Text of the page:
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During self-storage development, there are numerous factors that can dictate what the final project will look like. Having an early, fact-based vision of what can work on your property will streamline the layout process. The following steps will help you create a workable sketch an engineer can take to the finish line.

Charlie Kao

September 16, 2022

8 Min Read
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One of the worst mistakes self-storage owners and developers make on their first new build is going to their engineer without a rough sketch for their site plan. In many cases, they simply tell the engineer to do whatever makes sense and gets them the most rentable square footage. This is a bad idea unless you don’t mind racking up hours of billing and wasting everyone’s time.

There may be times when the municipality doesn’t even require a formal site or drainage plan from an engineer. That doesn’t mean you should forego establishing a clear vision for how your facility should be situated on the property. Even if professional help isn’t mandatory, I highly recommend that you pay an engineer to draw a plan.

But before you approach this person, it’s always good to take some ownership of the self-storage design and understand a few key principles that can streamline the process and help you arrive at an optimal outcome. Following are five important steps toward evaluating your property and sketching out a site plan.

1. Walk and Map the Site

Physically walk the site with a survey map, if possible, as well as the help of a smartphone app that has GPS tracking. If you’re building on vacant land, it’s often difficult to tell the exact boundaries, so this’ll give you a real lay of the land. Google Earth and onX Hunt are two mobile applications that allow you to see your position on a parcel while also experiencing the elevations with topography maps.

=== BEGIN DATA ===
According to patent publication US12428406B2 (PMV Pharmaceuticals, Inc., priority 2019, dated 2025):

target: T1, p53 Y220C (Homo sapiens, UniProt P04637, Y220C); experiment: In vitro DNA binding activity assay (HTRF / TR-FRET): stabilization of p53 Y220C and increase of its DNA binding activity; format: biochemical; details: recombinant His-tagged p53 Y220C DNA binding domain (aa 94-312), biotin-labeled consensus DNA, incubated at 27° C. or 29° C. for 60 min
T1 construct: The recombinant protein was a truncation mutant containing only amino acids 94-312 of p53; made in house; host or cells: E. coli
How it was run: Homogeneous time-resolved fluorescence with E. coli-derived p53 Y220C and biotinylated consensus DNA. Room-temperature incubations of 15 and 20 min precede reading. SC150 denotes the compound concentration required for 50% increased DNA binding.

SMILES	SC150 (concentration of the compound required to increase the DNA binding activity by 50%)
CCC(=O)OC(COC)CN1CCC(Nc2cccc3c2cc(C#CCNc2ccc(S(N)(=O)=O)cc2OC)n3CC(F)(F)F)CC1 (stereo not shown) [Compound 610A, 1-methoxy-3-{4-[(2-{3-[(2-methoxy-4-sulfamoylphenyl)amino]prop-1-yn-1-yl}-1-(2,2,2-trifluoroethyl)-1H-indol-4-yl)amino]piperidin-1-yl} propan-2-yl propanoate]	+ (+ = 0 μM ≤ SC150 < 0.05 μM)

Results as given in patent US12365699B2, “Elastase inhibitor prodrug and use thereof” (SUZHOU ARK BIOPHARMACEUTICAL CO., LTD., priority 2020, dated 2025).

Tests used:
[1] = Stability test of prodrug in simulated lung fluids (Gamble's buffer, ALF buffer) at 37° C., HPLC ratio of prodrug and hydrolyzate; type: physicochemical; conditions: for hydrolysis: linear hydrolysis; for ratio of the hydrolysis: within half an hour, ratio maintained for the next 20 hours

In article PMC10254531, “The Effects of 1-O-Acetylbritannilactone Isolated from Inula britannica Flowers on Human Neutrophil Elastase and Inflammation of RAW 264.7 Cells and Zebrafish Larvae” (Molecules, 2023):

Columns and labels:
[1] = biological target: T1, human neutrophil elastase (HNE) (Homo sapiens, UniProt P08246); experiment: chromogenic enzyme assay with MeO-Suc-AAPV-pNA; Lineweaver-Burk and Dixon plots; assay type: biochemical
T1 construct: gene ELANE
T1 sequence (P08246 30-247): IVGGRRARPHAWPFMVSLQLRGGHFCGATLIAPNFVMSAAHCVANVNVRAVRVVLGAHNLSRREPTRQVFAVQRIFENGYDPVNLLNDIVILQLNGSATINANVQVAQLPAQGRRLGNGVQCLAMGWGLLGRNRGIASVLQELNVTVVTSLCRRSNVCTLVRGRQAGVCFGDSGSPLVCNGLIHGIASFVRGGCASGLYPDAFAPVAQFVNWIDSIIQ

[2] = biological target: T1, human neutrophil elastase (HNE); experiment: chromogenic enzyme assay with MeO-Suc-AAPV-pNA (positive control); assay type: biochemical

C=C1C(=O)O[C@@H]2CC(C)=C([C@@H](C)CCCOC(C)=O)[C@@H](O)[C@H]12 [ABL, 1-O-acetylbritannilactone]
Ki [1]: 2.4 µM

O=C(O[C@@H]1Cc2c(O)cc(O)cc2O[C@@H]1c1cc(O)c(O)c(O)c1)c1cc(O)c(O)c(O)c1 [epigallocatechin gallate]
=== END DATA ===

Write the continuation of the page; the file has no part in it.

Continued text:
While walking the boundaries, you may notice things such as encroaching buildings, well, septic, utilities and other items that aren’t identified on the survey or parcel map. While your engineer should also do this, it’s sometimes better to discover any obstacles beforehand.

For example, I once found a septic field from a neighboring lot that encroached on our parcel. It was 30 feet off from where the survey indicated. Relocating it was a necessity and an additional cost we hadn’t anticipated. In fact, we had to delay our site plan until the matter was resolved, which likely was an even greater cost because it set back our municipal approval by almost a month.

2. Place the Driveway

Figure out where you’re going to put the entrance driveway. This is important, especially as the location that makes the most sense from the perspective of maximizing square footage isn’t always what the municipality, health department or department of transportation want. Officials often want your driveway to be directly across the road from another driveway, even if that means it’ll go right through the middle of your lot.

Driveway placement can make a huge difference because if you’re forced to build shorter self-storage buildings vs. fewer longer buildings, your construction costs can go up significantly. It may even make the site unfeasible. If this happens, you need to request a variance. In some jurisdictions, the driveway permit is separate from the zoning, so you really need both before you can start building. There’s no point in placing buildings without knowing where customers will enter the property.